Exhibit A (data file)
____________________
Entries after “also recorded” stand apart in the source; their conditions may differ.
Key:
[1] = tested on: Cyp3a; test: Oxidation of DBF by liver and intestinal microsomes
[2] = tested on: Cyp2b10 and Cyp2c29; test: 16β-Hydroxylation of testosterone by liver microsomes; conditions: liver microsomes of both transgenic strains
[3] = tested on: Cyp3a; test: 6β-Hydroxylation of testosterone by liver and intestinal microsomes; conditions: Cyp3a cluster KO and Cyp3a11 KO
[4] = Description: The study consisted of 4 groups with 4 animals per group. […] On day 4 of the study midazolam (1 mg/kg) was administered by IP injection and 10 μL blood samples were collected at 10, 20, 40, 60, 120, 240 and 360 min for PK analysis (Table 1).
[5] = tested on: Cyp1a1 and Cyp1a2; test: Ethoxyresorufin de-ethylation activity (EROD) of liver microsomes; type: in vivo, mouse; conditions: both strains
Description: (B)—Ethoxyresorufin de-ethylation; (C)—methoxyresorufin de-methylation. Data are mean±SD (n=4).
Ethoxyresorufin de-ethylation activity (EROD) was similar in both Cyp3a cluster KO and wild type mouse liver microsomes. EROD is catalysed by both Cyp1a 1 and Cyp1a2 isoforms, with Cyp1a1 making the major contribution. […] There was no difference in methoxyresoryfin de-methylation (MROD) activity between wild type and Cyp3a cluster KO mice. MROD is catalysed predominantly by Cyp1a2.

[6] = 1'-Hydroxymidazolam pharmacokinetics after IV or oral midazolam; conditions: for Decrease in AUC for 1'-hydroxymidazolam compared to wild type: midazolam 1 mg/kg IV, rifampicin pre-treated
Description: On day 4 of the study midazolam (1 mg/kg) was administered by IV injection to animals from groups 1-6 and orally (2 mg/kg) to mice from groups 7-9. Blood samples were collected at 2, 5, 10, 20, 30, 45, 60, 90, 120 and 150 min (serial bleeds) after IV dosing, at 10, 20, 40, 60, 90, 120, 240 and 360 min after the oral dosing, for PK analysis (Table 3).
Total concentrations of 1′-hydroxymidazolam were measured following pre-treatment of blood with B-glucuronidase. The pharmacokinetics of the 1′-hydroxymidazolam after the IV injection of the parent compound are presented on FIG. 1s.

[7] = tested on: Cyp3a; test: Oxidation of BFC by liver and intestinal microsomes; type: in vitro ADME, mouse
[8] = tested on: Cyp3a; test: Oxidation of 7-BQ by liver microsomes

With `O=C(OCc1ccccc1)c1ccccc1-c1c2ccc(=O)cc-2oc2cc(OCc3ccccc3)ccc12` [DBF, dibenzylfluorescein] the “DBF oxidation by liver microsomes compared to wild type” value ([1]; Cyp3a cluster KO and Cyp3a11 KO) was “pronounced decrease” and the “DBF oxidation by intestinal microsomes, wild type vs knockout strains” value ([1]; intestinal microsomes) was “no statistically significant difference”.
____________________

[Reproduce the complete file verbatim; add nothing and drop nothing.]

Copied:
Entries after “also recorded” stand apart in the source; their conditions may differ.
Key:
[1] = tested on: Cyp3a; test: Oxidation of DBF by liver and intestinal microsomes
[2] = tested on: Cyp2b10 and Cyp2c29; test: 16β-Hydroxylation of testosterone by liver microsomes; conditions: liver microsomes of both transgenic strains
[3] = tested on: Cyp3a; test: 6β-Hydroxylation of testosterone by liver and intestinal microsomes; conditions: Cyp3a cluster KO and Cyp3a11 KO
[4] = Description: The study consisted of 4 groups with 4 animals per group. […] On day 4 of the study midazolam (1 mg/kg) was administered by IP injection and 10 μL blood samples were collected at 10, 20, 40, 60, 120, 240 and 360 min for PK analysis (Table 1).
[5] = tested on: Cyp1a1 and Cyp1a2; test: Ethoxyresorufin de-ethylation activity (EROD) of liver microsomes; type: in vivo, mouse; conditions: both strains
Description: (B)—Ethoxyresorufin de-ethylation; (C)—methoxyresorufin de-methylation. Data are mean±SD (n=4).
Ethoxyresorufin de-ethylation activity (EROD) was similar in both Cyp3a cluster KO and wild type mouse liver microsomes. EROD is catalysed by both Cyp1a 1 and Cyp1a2 isoforms, with Cyp1a1 making the major contribution. […] There was no difference in methoxyresoryfin de-methylation (MROD) activity between wild type and Cyp3a cluster KO mice. MROD is catalysed predominantly by Cyp1a2.

[6] = 1'-Hydroxymidazolam pharmacokinetics after IV or oral midazolam; conditions: for Decrease in AUC for 1'-hydroxymidazolam compared to wild type: midazolam 1 mg/kg IV, rifampicin pre-treated
Description: On day 4 of the study midazolam (1 mg/kg) was administered by IV injection to animals from groups 1-6 and orally (2 mg/kg) to mice from groups 7-9. Blood samples were collected at 2, 5, 10, 20, 30, 45, 60, 90, 120 and 150 min (serial bleeds) after IV dosing, at 10, 20, 40, 60, 90, 120, 240 and 360 min after the oral dosing, for PK analysis (Table 3).
Total concentrations of 1′-hydroxymidazolam were measured following pre-treatment of blood with B-glucuronidase. The pharmacokinetics of the 1′-hydroxymidazolam after the IV injection of the parent compound are presented on FIG. 1s.

[7] = tested on: Cyp3a; test: Oxidation of BFC by liver and intestinal microsomes; type: in vitro ADME, mouse
[8] = tested on: Cyp3a; test: Oxidation of 7-BQ by liver microsomes

With `O=C(OCc1ccccc1)c1ccccc1-c1c2ccc(=O)cc-2oc2cc(OCc3ccccc3)ccc12` [DBF, dibenzylfluorescein] the “DBF oxidation by liver microsomes compared to wild type” value ([1]; Cyp3a cluster KO and Cyp3a11 KO) was “pronounced decrease” and the “DBF oxidation by intestinal microsomes, wild type vs knockout strains” value ([1]; intestinal microsomes) was “no statistically significant difference”.